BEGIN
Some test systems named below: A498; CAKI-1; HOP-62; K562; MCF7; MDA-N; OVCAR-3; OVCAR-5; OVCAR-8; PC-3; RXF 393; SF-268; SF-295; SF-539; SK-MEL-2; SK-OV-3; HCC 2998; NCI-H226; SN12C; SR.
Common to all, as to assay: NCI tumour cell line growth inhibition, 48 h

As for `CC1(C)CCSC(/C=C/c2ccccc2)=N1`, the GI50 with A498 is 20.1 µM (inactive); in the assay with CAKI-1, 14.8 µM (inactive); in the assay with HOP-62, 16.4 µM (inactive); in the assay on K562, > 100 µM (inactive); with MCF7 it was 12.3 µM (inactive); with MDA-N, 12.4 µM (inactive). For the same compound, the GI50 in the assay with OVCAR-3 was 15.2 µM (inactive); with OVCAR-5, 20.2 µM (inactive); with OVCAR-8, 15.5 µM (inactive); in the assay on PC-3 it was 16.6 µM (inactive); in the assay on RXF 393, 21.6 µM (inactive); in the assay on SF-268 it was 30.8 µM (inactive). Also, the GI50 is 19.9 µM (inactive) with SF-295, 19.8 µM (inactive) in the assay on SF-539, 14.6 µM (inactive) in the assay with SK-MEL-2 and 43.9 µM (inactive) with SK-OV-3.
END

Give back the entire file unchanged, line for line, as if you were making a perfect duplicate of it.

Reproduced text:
Some test systems named below: A498; CAKI-1; HOP-62; K562; MCF7; MDA-N; OVCAR-3; OVCAR-5; OVCAR-8; PC-3; RXF 393; SF-268; SF-295; SF-539; SK-MEL-2; SK-OV-3; HCC 2998; NCI-H226; SN12C; SR.
Common to all, as to assay: NCI tumour cell line growth inhibition, 48 h

As for `CC1(C)CCSC(/C=C/c2ccccc2)=N1`, the GI50 with A498 is 20.1 µM (inactive); in the assay with CAKI-1, 14.8 µM (inactive); in the assay with HOP-62, 16.4 µM (inactive); in the assay on K562, > 100 µM (inactive); with MCF7 it was 12.3 µM (inactive); with MDA-N, 12.4 µM (inactive). For the same compound, the GI50 in the assay with OVCAR-3 was 15.2 µM (inactive); with OVCAR-5, 20.2 µM (inactive); with OVCAR-8, 15.5 µM (inactive); in the assay on PC-3 it was 16.6 µM (inactive); in the assay on RXF 393, 21.6 µM (inactive); in the assay on SF-268 it was 30.8 µM (inactive). Also, the GI50 is 19.9 µM (inactive) with SF-295, 19.8 µM (inactive) in the assay on SF-539, 14.6 µM (inactive) in the assay with SK-MEL-2 and 43.9 µM (inactive) with SK-OV-3.